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Title: Thermoelastic stress analysis of crack tip parameters using genetic algorithms
Author: Hebb, Richard Ian
ISNI:       0000 0004 2729 2795
Awarding Body: University of Southampton
Current Institution: University of Southampton
Date of Award: 2012
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Thermoelastic Stress Analysis (TSA) is a well established technique for studying stress fields around a crack tip. Recent work utilised the observation that individual isopachics (contours of constant stress) around a crack tip appeared to take the form of a cardioid. Various computational approaches were successfully used to estimate stress intensity factors using the first order Westergaard equations. Whilst this worked well for mode I cracks, there was less success when applying the equation to mixed mode situations; it appeared as though a pure cardioid form was not an appropriate description of the isopachics for mixed mode cracks. The work carried out in this thesis concentrates on (i) developing an algorithm that is able to accurately estimate crack tip parameters from thermoelastic data using the Williams expansion and (ii) evaluating the effectiveness of the approach using simulated fields. In the first part of the study it is shown that the higher order terms in the Williams expansion are responsible for creating the rotation of the isopachics noted in previous work. One of the higher order terms in the expansion is the T-stress which is thought to be responsible for controlling the stability of crack growth. A differential evolution is used to estimate the parameters of the Williams expansion and fit the parameters to thermoelastic data. This would allow the calculation of the stress intensity factors and T-stress for the crack, as well as estimate the crack tip position. Both mode I and mixed mode plates are used in an effort to accurately calculate the crack tip parameters. It is shown from both experimental results and simulations that using DE to fit the Williams expansion directly to thermoelastic data is technique that requires further work and investigations. Although the crack tip can be accurately located, the stress intensity factors and T-stress estimations are consistently inaccurate. It is also shown that the results of the parameters are dependent upon the size of the data array used. The T-stress is never accurately estimated and the results for the stress intensity factors are inconsistent. However, the shortcomings of the DE algorithm are highlighted, and possibilities to remedy the problems are suggested.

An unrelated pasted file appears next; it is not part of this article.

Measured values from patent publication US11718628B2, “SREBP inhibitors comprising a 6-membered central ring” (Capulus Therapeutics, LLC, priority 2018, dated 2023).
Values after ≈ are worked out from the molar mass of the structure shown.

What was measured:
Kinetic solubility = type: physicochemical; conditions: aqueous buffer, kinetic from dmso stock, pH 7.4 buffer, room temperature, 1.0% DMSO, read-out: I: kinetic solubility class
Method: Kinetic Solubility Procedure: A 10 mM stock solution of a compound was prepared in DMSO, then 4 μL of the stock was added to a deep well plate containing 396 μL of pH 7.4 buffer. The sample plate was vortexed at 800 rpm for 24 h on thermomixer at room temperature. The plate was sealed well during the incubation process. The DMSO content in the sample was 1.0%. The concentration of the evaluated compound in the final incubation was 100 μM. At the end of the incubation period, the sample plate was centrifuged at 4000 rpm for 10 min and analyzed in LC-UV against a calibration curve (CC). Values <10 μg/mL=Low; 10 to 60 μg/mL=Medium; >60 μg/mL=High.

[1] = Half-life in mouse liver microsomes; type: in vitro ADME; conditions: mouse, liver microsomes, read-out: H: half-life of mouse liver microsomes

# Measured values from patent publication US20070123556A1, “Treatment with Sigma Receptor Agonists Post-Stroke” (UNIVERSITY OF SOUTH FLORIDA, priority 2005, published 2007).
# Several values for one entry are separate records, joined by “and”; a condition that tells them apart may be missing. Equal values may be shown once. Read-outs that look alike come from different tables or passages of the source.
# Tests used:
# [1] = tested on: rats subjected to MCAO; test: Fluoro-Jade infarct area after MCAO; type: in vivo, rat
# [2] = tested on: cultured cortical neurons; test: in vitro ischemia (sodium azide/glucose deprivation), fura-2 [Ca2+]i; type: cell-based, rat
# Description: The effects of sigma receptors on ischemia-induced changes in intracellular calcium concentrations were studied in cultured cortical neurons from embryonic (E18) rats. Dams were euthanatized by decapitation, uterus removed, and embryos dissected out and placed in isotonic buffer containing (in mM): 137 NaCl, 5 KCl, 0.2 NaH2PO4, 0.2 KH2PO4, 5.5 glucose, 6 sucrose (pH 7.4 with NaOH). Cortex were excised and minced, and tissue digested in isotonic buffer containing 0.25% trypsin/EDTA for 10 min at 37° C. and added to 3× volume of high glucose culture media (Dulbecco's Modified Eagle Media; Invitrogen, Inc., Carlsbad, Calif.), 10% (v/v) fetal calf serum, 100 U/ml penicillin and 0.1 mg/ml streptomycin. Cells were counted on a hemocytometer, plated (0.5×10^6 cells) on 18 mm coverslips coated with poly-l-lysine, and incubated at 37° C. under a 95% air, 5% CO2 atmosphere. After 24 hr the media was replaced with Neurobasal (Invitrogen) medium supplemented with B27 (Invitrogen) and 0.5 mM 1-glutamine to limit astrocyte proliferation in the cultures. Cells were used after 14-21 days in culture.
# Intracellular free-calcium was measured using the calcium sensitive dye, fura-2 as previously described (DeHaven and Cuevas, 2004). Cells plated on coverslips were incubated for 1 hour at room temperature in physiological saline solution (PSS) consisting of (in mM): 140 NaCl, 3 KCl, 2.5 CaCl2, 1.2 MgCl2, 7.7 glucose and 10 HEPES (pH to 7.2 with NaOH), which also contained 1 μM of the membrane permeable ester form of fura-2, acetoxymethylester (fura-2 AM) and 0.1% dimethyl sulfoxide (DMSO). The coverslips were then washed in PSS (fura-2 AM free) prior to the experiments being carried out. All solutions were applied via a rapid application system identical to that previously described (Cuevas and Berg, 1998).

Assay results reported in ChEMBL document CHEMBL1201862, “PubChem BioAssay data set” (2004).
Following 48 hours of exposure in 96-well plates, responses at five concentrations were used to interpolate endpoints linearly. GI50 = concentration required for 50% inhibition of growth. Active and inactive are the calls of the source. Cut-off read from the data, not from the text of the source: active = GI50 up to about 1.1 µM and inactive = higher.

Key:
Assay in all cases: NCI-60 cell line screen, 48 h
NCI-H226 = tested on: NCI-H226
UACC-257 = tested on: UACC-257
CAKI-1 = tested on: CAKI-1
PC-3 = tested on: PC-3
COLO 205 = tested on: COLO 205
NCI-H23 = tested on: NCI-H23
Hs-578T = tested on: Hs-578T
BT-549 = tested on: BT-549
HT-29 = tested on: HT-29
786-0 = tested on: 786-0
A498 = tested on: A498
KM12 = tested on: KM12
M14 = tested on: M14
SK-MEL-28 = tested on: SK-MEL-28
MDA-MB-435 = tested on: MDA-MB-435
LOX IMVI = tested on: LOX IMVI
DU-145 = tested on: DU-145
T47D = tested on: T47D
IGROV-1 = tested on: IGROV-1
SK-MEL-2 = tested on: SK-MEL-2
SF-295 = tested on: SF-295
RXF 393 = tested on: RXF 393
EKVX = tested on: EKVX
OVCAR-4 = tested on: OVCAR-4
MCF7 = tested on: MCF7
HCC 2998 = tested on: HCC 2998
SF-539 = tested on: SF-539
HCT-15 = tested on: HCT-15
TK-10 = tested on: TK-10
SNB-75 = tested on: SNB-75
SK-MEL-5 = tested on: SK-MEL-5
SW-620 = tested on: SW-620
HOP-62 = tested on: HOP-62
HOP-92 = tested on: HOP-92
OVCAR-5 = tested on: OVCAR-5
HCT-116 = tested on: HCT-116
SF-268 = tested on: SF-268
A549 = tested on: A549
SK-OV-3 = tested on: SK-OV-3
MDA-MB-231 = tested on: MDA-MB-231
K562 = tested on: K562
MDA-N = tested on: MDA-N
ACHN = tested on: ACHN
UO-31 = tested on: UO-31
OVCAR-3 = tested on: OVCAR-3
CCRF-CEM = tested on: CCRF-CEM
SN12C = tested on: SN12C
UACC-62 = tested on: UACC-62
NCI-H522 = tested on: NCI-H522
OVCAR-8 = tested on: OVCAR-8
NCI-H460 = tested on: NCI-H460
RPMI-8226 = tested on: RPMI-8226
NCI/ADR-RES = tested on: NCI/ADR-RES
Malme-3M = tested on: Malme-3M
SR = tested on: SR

Supervisor: Not available Sponsor: Not available
Qualification Name: Thesis (Ph.D.) Qualification Level: Doctoral
EThOS ID:  DOI: Not available